The restaurant industry actually isn’t that hard to understand. Companies in the industry focus on comparable-store sales, store openings (international primarily), and share buybacks to sustain earnings-per-share growth. Things that have impacted growth have included biohazards, regulation, and currency market fluctuations. With that backdrop, let’s review McDonald’s Corporation (NYSE:MCD) and Yum! Brands, Inc. (NYSE:YUM) earnings.
The company reported a 1% year-over-year gain in comparable sales. Consolidated revenue was up by 2% (the remaining 1% in consolidated sales came from the opening of more restaurants, from franchisees).
The company reported a 3% year-over-year increase in expenses, but was able to offset that with a 2% improvement in revenue (the company has a really large gross margin, so a gain on sales would be able to offset a similar percentile increase in expense). It also reported income tax increases of 0% even though the company was able to generate an additional 2% in net operating income. This resulted in the 4% gain on net income (after all, if operating income increases, but the tax rate remains the same, take-home pay gets bigger.)
So in summary, what happened in McDonald’s Corporation (NYSE:MCD) quarter was slight improvements in comp-sales and restaurant count, plus earnings that got padded due to better tax strategies. With a licensing strategy, I could only imagine the creativity over at McDonald’s Corporation (NYSE:MCD) tax accounting department.
The company reported diluted earnings per share of $1.38 for the second quarter. The company reported earnings that slightly missed the consensus forecast set at $1.40 per share. As a result, the stock declined in valuation following the earnings announcement.
Analysts on a consensus basis anticipate the company to resume higher rates of growth, with earnings growth expected to be 8.4% per-year over the next five years. The company could generate the higher rates of growth by opening more restaurants. Also, the European economy is projected to turn around by 2014. So if anything the company’s earnings performance should eventually improve.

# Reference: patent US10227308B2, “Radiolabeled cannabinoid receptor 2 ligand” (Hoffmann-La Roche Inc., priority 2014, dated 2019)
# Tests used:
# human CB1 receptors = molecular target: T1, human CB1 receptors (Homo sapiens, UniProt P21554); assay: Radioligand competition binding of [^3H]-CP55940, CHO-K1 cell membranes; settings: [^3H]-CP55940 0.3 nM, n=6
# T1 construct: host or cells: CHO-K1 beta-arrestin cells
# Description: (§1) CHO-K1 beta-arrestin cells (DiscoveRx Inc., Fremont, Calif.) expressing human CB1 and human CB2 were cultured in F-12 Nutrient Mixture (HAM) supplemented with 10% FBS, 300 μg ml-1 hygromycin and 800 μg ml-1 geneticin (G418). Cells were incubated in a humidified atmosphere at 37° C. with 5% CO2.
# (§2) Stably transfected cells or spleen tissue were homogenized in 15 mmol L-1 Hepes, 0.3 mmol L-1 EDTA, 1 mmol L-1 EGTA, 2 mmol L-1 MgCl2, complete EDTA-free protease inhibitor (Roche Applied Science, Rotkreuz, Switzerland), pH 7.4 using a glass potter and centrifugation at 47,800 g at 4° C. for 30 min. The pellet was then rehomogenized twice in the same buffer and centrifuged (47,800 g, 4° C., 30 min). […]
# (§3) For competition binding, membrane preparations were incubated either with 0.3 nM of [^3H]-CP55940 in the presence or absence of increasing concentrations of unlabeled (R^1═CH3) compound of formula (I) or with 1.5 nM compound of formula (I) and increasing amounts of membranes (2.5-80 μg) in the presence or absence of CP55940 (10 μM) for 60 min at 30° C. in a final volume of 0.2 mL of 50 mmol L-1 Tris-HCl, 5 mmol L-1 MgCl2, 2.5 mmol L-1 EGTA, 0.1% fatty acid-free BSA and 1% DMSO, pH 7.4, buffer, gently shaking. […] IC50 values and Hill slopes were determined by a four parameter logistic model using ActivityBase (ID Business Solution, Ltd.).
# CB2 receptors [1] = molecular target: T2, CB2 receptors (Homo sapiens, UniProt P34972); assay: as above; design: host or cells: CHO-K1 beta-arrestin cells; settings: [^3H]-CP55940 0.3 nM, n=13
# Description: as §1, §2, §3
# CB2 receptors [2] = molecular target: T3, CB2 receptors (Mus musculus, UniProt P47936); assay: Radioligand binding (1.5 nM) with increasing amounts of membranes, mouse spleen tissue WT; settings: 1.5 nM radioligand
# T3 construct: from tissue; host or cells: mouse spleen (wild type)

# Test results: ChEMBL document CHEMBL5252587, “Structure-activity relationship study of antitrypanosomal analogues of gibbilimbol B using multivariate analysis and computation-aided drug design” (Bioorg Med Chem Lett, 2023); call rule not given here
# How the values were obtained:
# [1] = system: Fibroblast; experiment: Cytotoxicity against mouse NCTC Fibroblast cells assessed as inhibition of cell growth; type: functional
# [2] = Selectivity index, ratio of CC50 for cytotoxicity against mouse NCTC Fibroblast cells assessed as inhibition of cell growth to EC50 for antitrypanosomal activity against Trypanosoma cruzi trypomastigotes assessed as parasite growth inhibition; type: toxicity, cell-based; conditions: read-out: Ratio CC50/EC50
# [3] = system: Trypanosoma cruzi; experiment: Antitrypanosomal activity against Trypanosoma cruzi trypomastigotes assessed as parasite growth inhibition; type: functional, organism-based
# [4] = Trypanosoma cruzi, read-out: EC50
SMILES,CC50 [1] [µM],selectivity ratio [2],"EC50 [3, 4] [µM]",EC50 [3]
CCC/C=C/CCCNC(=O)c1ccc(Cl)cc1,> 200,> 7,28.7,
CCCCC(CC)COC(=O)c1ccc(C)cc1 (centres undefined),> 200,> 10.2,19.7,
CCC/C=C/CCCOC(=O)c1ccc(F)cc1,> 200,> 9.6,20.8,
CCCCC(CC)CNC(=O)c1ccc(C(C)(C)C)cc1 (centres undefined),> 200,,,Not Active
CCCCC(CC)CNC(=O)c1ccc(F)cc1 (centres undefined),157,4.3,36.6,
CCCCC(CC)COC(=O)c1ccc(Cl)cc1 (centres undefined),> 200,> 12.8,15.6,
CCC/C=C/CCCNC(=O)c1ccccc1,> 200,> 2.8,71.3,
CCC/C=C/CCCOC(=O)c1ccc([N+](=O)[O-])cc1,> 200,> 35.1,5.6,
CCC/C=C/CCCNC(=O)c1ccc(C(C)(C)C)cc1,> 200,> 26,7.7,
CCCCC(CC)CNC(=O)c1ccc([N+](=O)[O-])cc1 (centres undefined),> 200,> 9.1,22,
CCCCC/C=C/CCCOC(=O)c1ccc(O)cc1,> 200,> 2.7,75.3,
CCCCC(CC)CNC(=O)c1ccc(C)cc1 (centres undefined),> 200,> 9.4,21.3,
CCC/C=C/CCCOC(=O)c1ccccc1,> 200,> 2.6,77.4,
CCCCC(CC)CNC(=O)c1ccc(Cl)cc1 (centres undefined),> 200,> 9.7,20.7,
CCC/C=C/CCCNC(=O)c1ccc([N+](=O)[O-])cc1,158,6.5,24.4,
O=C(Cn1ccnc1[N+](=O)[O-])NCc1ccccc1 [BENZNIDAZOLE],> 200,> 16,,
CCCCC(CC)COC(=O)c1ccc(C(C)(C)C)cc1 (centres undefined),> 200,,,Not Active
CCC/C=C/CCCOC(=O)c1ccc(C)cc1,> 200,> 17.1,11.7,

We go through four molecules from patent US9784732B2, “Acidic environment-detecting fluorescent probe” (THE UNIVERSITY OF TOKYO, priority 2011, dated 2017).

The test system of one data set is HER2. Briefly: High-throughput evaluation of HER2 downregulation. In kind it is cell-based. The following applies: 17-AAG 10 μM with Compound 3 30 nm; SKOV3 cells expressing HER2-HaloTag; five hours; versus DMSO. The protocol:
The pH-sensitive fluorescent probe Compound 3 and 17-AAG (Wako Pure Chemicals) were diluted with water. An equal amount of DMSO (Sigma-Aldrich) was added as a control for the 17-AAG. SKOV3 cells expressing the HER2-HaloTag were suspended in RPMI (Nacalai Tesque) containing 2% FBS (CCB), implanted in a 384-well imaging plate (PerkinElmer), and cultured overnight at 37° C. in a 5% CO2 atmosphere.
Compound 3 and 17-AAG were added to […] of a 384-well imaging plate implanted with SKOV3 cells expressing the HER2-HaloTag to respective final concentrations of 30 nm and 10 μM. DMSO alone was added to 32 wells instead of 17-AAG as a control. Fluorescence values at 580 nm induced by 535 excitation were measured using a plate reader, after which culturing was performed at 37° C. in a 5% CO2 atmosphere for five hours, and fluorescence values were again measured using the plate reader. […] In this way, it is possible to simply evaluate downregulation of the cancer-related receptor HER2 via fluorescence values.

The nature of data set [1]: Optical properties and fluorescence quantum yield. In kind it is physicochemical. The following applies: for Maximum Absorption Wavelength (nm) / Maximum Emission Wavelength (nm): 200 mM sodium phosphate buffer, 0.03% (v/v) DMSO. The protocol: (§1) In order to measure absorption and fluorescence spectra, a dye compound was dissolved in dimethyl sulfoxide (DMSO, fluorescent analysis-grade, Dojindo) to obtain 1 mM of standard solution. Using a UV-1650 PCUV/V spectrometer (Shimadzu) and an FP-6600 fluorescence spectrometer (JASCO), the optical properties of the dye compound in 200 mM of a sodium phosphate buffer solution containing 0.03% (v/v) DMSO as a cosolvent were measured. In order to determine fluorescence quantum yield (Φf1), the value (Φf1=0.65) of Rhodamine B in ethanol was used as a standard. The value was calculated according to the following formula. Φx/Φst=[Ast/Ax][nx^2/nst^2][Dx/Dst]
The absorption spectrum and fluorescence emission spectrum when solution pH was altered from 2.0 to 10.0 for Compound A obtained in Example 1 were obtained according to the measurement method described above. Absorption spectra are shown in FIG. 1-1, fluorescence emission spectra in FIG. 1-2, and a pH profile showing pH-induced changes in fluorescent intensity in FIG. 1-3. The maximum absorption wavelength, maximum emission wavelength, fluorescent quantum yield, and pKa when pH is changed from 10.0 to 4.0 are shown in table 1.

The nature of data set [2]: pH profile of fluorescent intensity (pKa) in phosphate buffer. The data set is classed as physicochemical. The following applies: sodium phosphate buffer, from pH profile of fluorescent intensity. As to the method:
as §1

Yum! Brands’ earnings
So Yum! Brands, Inc. (NYSE:YUM) reported serious issues in its international strategy, particularly China. The company reported that same-store sales declined by 20% year-over-year in its China segment. It reported that weaknesses in the Chinese segment came from the avian flu, which is flu from birds that can mutate to spread to humans.
The weaknesses in the Chinese segment seem largely temporary. After all, fish demand eventually recovered even though nuclear radiation was dumped into the Pacific Ocean (largest body of water in the world) off the coast of Japan. So, I could only imagine that the scare over chicken will be temporary.
On a consolidated basis, the company reported an 8% year-over-year decline in total revenue for the second quarter. The decline in revenue was accompanied with a 7% year-over-year increase in expenses. Falling revenue and rising expenses are a bad combination. So, in the end the company generated a 15% year-over-year decline in net income.
The company reported diluted earnings per share of $0.61 (13% year-over-year decline). On the upside, it provided guidance that earnings per share should be able to stabilize at around mid single digits. This implies that going into the third and fourth quarters, the comp sales in China are expected to improve.
Basic outlook on the industry
It seems that restaurants, depending on locality, are exposed to food epidemics. Going forward, investors have to watch out for contamination in water supply, biohazards, and radioactivity, as they can have a significant impact on earnings going forward.
The thing that really stuck out, however, was the limited impact the avian flu had on the price of Yum! Brands, Inc. (NYSE:YUM) stock. The stock eventually recovered, and its one-year performance was similar to McDonald’s Corporation (NYSE:MCD). The price was impacted over the short term, but recovered because the long-term fundamentals have remained largely intact.